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      Uveal Mast Cells Are Not Required for Rodent Uveitis


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          Uveal mast cells have previously been considered to be vital mediators of experimental uveitis. We extended the study of these cells to experimental melanin-induced uveitis (EMIU), a recently described clinically relevant model, and re-examined their role in endotoxin-induced uveitis (EIU) using genetically mast cell-depleted mice on a single background. EMIU was induced in Fischer 344 rats by immunisation with bovine ocular melanin (250 µg). Animals were killed immediately, and on days 1 and 3 of clinical disease. Numbers of uveal mast cells and the percentage of degranulated cells were counted in whole-mount preparations. There was no significant change in either measure across the selected time points. To induce EIU, normal and mast cell-depleted DBA/2 mice were injected with Escherichia coli lipopolysaccharide (400 µg). Cells infiltrating the eye 24 h after injection were quantified in 5 µm ocular cross-sections. Disease was not significantly reduced in the mast cell-depleted mutants. We conclude that uveal mast cells are not required for the development of EMIU or, in contrast to earlier work, EIU.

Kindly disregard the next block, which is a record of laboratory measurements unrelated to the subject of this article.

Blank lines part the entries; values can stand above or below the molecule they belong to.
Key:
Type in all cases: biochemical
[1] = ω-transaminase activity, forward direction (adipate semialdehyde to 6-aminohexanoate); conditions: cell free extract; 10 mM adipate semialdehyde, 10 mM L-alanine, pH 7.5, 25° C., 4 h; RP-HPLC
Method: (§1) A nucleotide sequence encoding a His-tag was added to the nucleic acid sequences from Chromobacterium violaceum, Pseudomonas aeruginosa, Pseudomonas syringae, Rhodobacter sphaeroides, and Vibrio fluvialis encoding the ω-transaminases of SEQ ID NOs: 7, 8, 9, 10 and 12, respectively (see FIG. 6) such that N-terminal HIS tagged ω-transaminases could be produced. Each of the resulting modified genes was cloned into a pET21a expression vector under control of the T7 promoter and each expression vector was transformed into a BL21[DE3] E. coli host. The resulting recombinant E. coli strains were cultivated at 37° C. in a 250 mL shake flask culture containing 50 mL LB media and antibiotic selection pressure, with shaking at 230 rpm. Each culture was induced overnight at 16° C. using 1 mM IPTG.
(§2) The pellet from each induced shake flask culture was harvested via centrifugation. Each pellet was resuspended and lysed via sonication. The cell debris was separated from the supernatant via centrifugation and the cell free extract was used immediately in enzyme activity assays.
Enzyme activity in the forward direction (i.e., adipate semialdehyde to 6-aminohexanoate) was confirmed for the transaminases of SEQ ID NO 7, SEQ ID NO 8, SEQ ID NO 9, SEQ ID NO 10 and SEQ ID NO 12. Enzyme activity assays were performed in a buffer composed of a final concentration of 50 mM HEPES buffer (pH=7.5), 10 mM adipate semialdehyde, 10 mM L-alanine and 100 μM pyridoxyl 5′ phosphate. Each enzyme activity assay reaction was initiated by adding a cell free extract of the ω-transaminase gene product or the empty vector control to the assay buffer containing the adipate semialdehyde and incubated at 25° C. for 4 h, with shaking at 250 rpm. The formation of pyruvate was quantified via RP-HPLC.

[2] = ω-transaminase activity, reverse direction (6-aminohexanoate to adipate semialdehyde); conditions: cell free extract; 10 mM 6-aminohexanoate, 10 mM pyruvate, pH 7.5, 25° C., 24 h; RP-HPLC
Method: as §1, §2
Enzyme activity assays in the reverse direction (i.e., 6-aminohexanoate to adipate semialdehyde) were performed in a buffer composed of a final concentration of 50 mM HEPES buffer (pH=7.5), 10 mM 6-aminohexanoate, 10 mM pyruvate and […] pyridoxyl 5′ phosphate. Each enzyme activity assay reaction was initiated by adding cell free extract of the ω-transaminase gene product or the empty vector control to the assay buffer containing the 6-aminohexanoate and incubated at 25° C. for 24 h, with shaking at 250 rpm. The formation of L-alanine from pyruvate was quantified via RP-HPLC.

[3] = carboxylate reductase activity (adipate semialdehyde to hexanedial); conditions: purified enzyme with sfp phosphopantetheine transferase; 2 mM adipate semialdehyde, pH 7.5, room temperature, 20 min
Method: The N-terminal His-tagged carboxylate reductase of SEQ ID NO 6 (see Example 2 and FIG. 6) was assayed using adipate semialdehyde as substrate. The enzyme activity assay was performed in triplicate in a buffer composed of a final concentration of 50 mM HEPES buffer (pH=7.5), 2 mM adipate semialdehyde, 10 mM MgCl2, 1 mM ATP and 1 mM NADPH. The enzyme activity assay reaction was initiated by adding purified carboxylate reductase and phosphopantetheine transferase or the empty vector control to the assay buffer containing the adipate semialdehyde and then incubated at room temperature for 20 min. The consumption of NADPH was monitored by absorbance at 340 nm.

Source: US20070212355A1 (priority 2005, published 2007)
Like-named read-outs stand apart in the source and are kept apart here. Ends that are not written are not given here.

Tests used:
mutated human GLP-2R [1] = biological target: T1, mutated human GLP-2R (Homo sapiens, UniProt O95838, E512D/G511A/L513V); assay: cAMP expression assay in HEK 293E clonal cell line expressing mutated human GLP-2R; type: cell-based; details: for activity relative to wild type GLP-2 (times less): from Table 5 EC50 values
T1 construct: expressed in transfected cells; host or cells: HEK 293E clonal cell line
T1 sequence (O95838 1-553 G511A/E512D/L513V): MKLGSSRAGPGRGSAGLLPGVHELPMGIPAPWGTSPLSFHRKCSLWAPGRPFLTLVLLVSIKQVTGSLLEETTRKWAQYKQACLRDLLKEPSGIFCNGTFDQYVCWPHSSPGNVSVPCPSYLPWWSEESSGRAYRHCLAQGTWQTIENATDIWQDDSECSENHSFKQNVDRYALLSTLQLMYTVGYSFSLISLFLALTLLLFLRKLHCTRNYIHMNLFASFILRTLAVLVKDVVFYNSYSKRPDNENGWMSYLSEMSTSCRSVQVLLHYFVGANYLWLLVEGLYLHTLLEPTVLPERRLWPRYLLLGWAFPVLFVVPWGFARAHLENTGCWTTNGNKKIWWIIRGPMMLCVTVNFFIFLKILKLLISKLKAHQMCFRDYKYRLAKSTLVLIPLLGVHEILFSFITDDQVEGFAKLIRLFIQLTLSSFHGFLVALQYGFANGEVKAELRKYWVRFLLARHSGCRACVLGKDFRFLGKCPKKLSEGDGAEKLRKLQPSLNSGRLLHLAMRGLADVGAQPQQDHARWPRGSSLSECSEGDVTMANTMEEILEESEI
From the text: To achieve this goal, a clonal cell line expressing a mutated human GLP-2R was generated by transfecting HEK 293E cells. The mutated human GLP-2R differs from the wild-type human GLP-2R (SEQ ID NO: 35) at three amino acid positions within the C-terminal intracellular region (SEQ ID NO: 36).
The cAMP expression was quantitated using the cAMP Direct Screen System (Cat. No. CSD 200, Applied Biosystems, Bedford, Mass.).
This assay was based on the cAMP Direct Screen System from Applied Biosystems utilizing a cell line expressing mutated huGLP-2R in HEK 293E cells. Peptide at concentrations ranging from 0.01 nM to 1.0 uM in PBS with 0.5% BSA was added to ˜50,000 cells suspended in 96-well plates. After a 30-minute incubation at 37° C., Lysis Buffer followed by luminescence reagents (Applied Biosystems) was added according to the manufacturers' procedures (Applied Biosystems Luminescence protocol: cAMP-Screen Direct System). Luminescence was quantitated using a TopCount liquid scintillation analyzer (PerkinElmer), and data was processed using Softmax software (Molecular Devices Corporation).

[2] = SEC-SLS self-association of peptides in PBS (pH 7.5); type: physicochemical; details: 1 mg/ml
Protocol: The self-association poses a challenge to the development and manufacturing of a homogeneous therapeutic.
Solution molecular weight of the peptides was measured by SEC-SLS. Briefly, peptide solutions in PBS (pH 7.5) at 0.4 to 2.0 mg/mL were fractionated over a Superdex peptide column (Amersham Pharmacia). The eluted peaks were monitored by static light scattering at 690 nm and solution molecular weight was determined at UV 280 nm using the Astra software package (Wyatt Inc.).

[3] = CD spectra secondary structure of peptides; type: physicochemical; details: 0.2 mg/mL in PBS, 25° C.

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          Author and article information

          Ophthalmic Res
          Ophthalmic Research
          S. Karger AG
          December 1998
          05 October 1998
          : 30
          : 6
          : 388-393
          Departments of a Ophthalmology and b Microbiology and Infectious Diseases, Flinders University of South Australia, Bedford Park, Australia
          55500 Ophthalmic Res 1998;30:388–393
          © 1998 S. Karger AG, Basel

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          Page count
          Figures: 2, Tables: 1, References: 15, Pages: 6
          Original Paper

          Vision sciences,Ophthalmology & Optometry,Pathology
          Mouse,Uveal mast cell,Experimental melanin-induced uveitis,Endotoxin-induced uveitis,Rat


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